The Federal Reserve defines a lease as, "A contract between a lessor and a lessee for the use of a vehicle or other property, subject to stated terms and limitations, for a specified period and at a specified payment."
Generally speaking, a lessee will lease assets that depreciate in an effort to preserve capital and level out cash flow. It is certainly possible for a two parties to create a lease where the lessee makes a lump-sum payment at the start of the lease, but this is not customary because doing so defeats one of the purposes of leasing.
Vehicle lessors report the account activity of leases to the credit reporting agencies, generally speaking. This means that if you are current on your lease payments this will tend to boost your credit score. I am guessing that you may be thinking, "If I pay all of my lease payments in advance, that will really boost my credit score because if some is good more is better."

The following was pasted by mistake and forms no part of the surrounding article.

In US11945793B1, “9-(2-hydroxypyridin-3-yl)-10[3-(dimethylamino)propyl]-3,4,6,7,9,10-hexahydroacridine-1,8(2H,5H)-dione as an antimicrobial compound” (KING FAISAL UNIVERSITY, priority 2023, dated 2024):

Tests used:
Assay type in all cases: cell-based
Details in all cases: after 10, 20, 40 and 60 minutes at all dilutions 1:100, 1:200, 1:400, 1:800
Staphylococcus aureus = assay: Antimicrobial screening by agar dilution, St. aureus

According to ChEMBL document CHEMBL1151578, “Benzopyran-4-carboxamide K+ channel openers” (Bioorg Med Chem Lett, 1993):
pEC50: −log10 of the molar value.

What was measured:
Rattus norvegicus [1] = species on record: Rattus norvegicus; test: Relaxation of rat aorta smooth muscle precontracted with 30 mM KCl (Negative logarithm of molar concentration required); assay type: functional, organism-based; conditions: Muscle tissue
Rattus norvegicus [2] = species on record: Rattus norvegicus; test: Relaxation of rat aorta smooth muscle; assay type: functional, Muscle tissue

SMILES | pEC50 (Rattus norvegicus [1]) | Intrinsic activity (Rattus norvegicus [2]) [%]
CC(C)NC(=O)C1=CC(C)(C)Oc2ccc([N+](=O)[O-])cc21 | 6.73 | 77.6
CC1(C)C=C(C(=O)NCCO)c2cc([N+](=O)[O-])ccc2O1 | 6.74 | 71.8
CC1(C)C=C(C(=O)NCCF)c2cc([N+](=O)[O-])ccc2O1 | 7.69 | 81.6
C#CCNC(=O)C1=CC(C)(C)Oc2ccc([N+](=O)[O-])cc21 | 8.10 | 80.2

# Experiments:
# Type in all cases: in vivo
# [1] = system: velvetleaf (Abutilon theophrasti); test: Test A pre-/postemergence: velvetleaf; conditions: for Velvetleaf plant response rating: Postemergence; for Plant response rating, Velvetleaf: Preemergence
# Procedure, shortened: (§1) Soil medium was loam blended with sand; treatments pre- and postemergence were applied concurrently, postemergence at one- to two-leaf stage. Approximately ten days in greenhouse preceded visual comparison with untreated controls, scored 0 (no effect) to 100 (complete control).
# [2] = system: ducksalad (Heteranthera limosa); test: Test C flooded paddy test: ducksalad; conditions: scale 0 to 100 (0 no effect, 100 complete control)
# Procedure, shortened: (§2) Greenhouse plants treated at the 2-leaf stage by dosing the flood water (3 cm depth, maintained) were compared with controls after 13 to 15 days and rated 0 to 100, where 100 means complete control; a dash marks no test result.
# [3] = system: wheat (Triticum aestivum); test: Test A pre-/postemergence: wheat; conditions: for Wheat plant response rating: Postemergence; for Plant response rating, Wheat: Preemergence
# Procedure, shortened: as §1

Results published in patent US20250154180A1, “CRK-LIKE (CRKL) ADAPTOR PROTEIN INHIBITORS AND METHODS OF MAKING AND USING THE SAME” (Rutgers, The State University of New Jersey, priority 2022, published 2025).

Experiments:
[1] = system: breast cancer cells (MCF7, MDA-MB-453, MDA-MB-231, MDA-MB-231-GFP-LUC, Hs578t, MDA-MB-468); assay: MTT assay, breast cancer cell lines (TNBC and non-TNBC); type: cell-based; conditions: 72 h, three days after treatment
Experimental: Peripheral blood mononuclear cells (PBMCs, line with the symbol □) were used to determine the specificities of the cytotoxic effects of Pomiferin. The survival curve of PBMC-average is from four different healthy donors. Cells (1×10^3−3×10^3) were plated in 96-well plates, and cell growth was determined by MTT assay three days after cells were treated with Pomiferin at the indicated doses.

Unfortunately, that is not how credit scores work. Time is a key component. Repeated positive behavior is another. Paying a lease in one lump-sum is a one-time event. It will be a tiny blip on your credit report and score. Making routine, on-time payments on a variety of accounts over several years will increase your score meaningfully.
See the Bills.com resource Time it Takes to Improve Credit Score to learn more.
I hope this information helps you Find. Learn & Save.